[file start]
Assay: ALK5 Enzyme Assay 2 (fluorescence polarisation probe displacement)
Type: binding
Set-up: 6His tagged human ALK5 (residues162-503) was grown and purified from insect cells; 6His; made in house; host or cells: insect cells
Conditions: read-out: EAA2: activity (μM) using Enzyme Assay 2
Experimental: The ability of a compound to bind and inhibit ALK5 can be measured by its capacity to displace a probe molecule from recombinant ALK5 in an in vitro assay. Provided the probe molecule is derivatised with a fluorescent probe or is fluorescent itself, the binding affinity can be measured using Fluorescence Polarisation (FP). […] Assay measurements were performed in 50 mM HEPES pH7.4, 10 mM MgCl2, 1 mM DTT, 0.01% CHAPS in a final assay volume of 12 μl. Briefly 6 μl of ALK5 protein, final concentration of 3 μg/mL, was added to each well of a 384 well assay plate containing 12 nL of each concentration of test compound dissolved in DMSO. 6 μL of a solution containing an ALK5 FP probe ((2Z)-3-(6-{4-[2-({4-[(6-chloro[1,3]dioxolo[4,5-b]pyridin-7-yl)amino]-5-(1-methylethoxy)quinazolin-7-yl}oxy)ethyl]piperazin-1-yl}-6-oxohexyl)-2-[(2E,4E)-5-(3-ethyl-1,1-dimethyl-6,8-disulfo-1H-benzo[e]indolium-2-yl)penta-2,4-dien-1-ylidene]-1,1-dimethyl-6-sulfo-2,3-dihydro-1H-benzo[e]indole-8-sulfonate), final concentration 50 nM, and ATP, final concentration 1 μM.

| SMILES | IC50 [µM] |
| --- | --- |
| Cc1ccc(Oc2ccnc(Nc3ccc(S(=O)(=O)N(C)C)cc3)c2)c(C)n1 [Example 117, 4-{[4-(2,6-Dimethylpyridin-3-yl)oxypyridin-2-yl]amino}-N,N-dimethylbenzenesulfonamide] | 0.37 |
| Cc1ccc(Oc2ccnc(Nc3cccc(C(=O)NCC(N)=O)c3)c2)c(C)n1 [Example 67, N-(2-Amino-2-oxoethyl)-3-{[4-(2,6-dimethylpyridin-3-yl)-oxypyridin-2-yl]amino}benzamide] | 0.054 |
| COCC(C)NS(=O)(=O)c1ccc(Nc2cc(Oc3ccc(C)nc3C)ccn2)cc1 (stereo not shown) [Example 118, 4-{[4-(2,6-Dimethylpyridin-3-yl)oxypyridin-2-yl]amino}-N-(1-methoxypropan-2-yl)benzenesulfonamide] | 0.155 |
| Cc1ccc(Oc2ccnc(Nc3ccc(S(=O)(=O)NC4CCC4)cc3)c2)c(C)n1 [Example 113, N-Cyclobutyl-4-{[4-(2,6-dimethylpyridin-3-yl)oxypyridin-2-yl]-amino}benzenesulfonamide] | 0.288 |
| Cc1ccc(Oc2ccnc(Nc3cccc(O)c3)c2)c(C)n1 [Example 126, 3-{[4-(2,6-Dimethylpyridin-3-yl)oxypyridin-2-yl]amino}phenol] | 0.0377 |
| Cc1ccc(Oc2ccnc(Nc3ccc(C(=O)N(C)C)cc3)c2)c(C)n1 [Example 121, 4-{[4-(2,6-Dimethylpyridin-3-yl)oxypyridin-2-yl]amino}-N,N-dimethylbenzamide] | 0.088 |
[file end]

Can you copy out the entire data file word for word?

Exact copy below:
Assay: ALK5 Enzyme Assay 2 (fluorescence polarisation probe displacement)
Type: binding
Set-up: 6His tagged human ALK5 (residues162-503) was grown and purified from insect cells; 6His; made in house; host or cells: insect cells
Conditions: read-out: EAA2: activity (μM) using Enzyme Assay 2
Experimental: The ability of a compound to bind and inhibit ALK5 can be measured by its capacity to displace a probe molecule from recombinant ALK5 in an in vitro assay. Provided the probe molecule is derivatised with a fluorescent probe or is fluorescent itself, the binding affinity can be measured using Fluorescence Polarisation (FP). […] Assay measurements were performed in 50 mM HEPES pH7.4, 10 mM MgCl2, 1 mM DTT, 0.01% CHAPS in a final assay volume of 12 μl. Briefly 6 μl of ALK5 protein, final concentration of 3 μg/mL, was added to each well of a 384 well assay plate containing 12 nL of each concentration of test compound dissolved in DMSO. 6 μL of a solution containing an ALK5 FP probe ((2Z)-3-(6-{4-[2-({4-[(6-chloro[1,3]dioxolo[4,5-b]pyridin-7-yl)amino]-5-(1-methylethoxy)quinazolin-7-yl}oxy)ethyl]piperazin-1-yl}-6-oxohexyl)-2-[(2E,4E)-5-(3-ethyl-1,1-dimethyl-6,8-disulfo-1H-benzo[e]indolium-2-yl)penta-2,4-dien-1-ylidene]-1,1-dimethyl-6-sulfo-2,3-dihydro-1H-benzo[e]indole-8-sulfonate), final concentration 50 nM, and ATP, final concentration 1 μM.

| SMILES | IC50 [µM] |
| --- | --- |
| Cc1ccc(Oc2ccnc(Nc3ccc(S(=O)(=O)N(C)C)cc3)c2)c(C)n1 [Example 117, 4-{[4-(2,6-Dimethylpyridin-3-yl)oxypyridin-2-yl]amino}-N,N-dimethylbenzenesulfonamide] | 0.37 |
| Cc1ccc(Oc2ccnc(Nc3cccc(C(=O)NCC(N)=O)c3)c2)c(C)n1 [Example 67, N-(2-Amino-2-oxoethyl)-3-{[4-(2,6-dimethylpyridin-3-yl)-oxypyridin-2-yl]amino}benzamide] | 0.054 |
| COCC(C)NS(=O)(=O)c1ccc(Nc2cc(Oc3ccc(C)nc3C)ccn2)cc1 (stereo not shown) [Example 118, 4-{[4-(2,6-Dimethylpyridin-3-yl)oxypyridin-2-yl]amino}-N-(1-methoxypropan-2-yl)benzenesulfonamide] | 0.155 |
| Cc1ccc(Oc2ccnc(Nc3ccc(S(=O)(=O)NC4CCC4)cc3)c2)c(C)n1 [Example 113, N-Cyclobutyl-4-{[4-(2,6-dimethylpyridin-3-yl)oxypyridin-2-yl]-amino}benzenesulfonamide] | 0.288 |
| Cc1ccc(Oc2ccnc(Nc3cccc(O)c3)c2)c(C)n1 [Example 126, 3-{[4-(2,6-Dimethylpyridin-3-yl)oxypyridin-2-yl]amino}phenol] | 0.0377 |
| Cc1ccc(Oc2ccnc(Nc3ccc(C(=O)N(C)C)cc3)c2)c(C)n1 [Example 121, 4-{[4-(2,6-Dimethylpyridin-3-yl)oxypyridin-2-yl]amino}-N,N-dimethylbenzamide] | 0.088 |